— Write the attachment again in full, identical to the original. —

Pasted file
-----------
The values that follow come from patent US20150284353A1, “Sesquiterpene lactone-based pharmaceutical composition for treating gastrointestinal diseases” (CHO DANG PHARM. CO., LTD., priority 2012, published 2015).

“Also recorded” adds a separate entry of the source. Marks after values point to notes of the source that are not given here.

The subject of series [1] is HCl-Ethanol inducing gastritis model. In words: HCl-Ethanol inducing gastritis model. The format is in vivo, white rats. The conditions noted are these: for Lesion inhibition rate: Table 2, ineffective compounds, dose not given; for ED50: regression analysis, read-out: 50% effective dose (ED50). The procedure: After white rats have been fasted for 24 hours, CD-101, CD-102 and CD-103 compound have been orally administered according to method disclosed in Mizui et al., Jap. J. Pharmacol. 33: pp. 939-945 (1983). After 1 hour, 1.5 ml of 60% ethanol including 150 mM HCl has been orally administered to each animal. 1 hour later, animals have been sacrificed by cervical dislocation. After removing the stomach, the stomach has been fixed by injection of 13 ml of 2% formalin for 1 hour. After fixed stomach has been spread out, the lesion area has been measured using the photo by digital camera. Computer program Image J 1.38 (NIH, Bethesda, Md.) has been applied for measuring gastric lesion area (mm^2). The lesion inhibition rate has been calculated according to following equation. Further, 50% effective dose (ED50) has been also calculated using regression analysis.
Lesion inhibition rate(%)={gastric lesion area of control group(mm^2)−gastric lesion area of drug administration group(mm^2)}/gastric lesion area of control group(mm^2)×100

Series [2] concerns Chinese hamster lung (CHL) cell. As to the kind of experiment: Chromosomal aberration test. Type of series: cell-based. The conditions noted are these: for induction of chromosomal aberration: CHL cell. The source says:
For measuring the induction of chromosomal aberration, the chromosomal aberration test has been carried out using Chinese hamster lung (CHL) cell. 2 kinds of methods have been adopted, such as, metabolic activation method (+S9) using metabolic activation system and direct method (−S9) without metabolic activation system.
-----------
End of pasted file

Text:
The values that follow come from patent US20150284353A1, “Sesquiterpene lactone-based pharmaceutical composition for treating gastrointestinal diseases” (CHO DANG PHARM. CO., LTD., priority 2012, published 2015).

“Also recorded” adds a separate entry of the source. Marks after values point to notes of the source that are not given here.

The subject of series [1] is HCl-Ethanol inducing gastritis model. In words: HCl-Ethanol inducing gastritis model. The format is in vivo, white rats. The conditions noted are these: for Lesion inhibition rate: Table 2, ineffective compounds, dose not given; for ED50: regression analysis, read-out: 50% effective dose (ED50). The procedure: After white rats have been fasted for 24 hours, CD-101, CD-102 and CD-103 compound have been orally administered according to method disclosed in Mizui et al., Jap. J. Pharmacol. 33: pp. 939-945 (1983). After 1 hour, 1.5 ml of 60% ethanol including 150 mM HCl has been orally administered to each animal. 1 hour later, animals have been sacrificed by cervical dislocation. After removing the stomach, the stomach has been fixed by injection of 13 ml of 2% formalin for 1 hour. After fixed stomach has been spread out, the lesion area has been measured using the photo by digital camera. Computer program Image J 1.38 (NIH, Bethesda, Md.) has been applied for measuring gastric lesion area (mm^2). The lesion inhibition rate has been calculated according to following equation. Further, 50% effective dose (ED50) has been also calculated using regression analysis.
Lesion inhibition rate(%)={gastric lesion area of control group(mm^2)−gastric lesion area of drug administration group(mm^2)}/gastric lesion area of control group(mm^2)×100

Series [2] concerns Chinese hamster lung (CHL) cell. As to the kind of experiment: Chromosomal aberration test. Type of series: cell-based. The conditions noted are these: for induction of chromosomal aberration: CHL cell. The source says:
For measuring the induction of chromosomal aberration, the chromosomal aberration test has been carried out using Chinese hamster lung (CHL) cell. 2 kinds of methods have been adopted, such as, metabolic activation method (+S9) using metabolic activation system and direct method (−S9) without metabolic activation system.